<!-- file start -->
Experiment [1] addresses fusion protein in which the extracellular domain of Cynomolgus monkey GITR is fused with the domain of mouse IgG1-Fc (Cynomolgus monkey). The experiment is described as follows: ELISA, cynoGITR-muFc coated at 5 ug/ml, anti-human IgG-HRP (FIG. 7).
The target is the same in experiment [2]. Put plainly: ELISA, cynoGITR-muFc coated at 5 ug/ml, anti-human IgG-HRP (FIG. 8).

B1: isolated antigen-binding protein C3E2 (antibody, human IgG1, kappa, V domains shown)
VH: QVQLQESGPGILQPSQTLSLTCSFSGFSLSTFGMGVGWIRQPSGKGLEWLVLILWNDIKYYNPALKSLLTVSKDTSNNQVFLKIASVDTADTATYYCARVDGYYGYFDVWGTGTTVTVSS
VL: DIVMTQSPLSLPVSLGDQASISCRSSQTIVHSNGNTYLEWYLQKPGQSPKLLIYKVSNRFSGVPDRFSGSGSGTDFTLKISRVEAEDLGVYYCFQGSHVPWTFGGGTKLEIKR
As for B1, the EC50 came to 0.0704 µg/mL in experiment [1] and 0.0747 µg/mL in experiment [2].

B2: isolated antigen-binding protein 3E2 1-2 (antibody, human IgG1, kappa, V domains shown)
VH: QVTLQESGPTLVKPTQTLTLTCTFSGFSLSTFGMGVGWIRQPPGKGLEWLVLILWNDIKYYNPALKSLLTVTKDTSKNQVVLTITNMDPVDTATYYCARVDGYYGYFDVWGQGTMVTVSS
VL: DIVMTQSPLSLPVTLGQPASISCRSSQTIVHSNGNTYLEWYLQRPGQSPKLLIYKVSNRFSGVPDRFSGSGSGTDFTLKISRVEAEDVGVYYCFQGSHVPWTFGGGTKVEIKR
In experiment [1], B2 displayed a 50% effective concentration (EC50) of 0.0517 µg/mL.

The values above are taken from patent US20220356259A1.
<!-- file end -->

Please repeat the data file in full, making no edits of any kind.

Experiment [1] addresses fusion protein in which the extracellular domain of Cynomolgus monkey GITR is fused with the domain of mouse IgG1-Fc (Cynomolgus monkey). The experiment is described as follows: ELISA, cynoGITR-muFc coated at 5 ug/ml, anti-human IgG-HRP (FIG. 7).
The target is the same in experiment [2]. Put plainly: ELISA, cynoGITR-muFc coated at 5 ug/ml, anti-human IgG-HRP (FIG. 8).

B1: isolated antigen-binding protein C3E2 (antibody, human IgG1, kappa, V domains shown)
VH: QVQLQESGPGILQPSQTLSLTCSFSGFSLSTFGMGVGWIRQPSGKGLEWLVLILWNDIKYYNPALKSLLTVSKDTSNNQVFLKIASVDTADTATYYCARVDGYYGYFDVWGTGTTVTVSS
VL: DIVMTQSPLSLPVSLGDQASISCRSSQTIVHSNGNTYLEWYLQKPGQSPKLLIYKVSNRFSGVPDRFSGSGSGTDFTLKISRVEAEDLGVYYCFQGSHVPWTFGGGTKLEIKR
As for B1, the EC50 came to 0.0704 µg/mL in experiment [1] and 0.0747 µg/mL in experiment [2].

B2: isolated antigen-binding protein 3E2 1-2 (antibody, human IgG1, kappa, V domains shown)
VH: QVTLQESGPTLVKPTQTLTLTCTFSGFSLSTFGMGVGWIRQPPGKGLEWLVLILWNDIKYYNPALKSLLTVTKDTSKNQVVLTITNMDPVDTATYYCARVDGYYGYFDVWGQGTMVTVSS
VL: DIVMTQSPLSLPVTLGQPASISCRSSQTIVHSNGNTYLEWYLQRPGQSPKLLIYKVSNRFSGVPDRFSGSGSGTDFTLKISRVEAEDVGVYYCFQGSHVPWTFGGGTKVEIKR
In experiment [1], B2 displayed a 50% effective concentration (EC50) of 0.0517 µg/mL.

The values above are taken from patent US20220356259A1.